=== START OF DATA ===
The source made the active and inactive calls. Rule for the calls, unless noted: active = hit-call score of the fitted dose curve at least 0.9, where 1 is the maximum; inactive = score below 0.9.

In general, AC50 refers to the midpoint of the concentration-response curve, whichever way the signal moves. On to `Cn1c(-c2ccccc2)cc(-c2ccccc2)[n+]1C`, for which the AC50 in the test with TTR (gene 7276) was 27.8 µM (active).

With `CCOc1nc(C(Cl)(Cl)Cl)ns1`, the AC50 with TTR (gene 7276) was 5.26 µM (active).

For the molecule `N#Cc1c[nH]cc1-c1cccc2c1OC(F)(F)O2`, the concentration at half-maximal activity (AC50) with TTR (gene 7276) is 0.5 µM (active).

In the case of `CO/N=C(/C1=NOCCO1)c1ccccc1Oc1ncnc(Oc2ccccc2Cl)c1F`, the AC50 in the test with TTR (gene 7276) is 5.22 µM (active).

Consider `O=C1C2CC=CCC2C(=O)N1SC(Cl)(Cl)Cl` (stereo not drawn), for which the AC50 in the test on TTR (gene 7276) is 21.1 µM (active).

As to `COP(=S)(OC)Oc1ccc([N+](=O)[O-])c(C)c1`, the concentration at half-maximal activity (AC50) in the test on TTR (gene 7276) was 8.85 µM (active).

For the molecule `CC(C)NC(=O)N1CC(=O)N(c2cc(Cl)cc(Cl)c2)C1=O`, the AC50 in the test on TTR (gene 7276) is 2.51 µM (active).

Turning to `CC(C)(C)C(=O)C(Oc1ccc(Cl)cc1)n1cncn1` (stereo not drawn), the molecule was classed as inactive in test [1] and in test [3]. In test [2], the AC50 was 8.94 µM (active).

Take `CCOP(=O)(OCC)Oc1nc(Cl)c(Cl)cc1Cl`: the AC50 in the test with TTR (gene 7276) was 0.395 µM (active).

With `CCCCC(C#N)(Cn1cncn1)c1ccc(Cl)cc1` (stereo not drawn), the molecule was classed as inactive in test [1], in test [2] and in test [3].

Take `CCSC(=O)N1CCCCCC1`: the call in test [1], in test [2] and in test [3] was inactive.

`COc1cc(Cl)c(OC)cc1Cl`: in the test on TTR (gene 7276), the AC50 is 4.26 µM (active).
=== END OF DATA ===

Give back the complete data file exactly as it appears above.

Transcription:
The source made the active and inactive calls. Rule for the calls, unless noted: active = hit-call score of the fitted dose curve at least 0.9, where 1 is the maximum; inactive = score below 0.9.

In general, AC50 refers to the midpoint of the concentration-response curve, whichever way the signal moves. On to `Cn1c(-c2ccccc2)cc(-c2ccccc2)[n+]1C`, for which the AC50 in the test with TTR (gene 7276) was 27.8 µM (active).

With `CCOc1nc(C(Cl)(Cl)Cl)ns1`, the AC50 with TTR (gene 7276) was 5.26 µM (active).

For the molecule `N#Cc1c[nH]cc1-c1cccc2c1OC(F)(F)O2`, the concentration at half-maximal activity (AC50) with TTR (gene 7276) is 0.5 µM (active).

In the case of `CO/N=C(/C1=NOCCO1)c1ccccc1Oc1ncnc(Oc2ccccc2Cl)c1F`, the AC50 in the test with TTR (gene 7276) is 5.22 µM (active).

Consider `O=C1C2CC=CCC2C(=O)N1SC(Cl)(Cl)Cl` (stereo not drawn), for which the AC50 in the test on TTR (gene 7276) is 21.1 µM (active).

As to `COP(=S)(OC)Oc1ccc([N+](=O)[O-])c(C)c1`, the concentration at half-maximal activity (AC50) in the test on TTR (gene 7276) was 8.85 µM (active).

For the molecule `CC(C)NC(=O)N1CC(=O)N(c2cc(Cl)cc(Cl)c2)C1=O`, the AC50 in the test on TTR (gene 7276) is 2.51 µM (active).

Turning to `CC(C)(C)C(=O)C(Oc1ccc(Cl)cc1)n1cncn1` (stereo not drawn), the molecule was classed as inactive in test [1] and in test [3]. In test [2], the AC50 was 8.94 µM (active).

Take `CCOP(=O)(OCC)Oc1nc(Cl)c(Cl)cc1Cl`: the AC50 in the test with TTR (gene 7276) was 0.395 µM (active).

With `CCCCC(C#N)(Cn1cncn1)c1ccc(Cl)cc1` (stereo not drawn), the molecule was classed as inactive in test [1], in test [2] and in test [3].

Take `CCSC(=O)N1CCCCCC1`: the call in test [1], in test [2] and in test [3] was inactive.

`COc1cc(Cl)c(OC)cc1Cl`: in the test on TTR (gene 7276), the AC50 is 4.26 µM (active).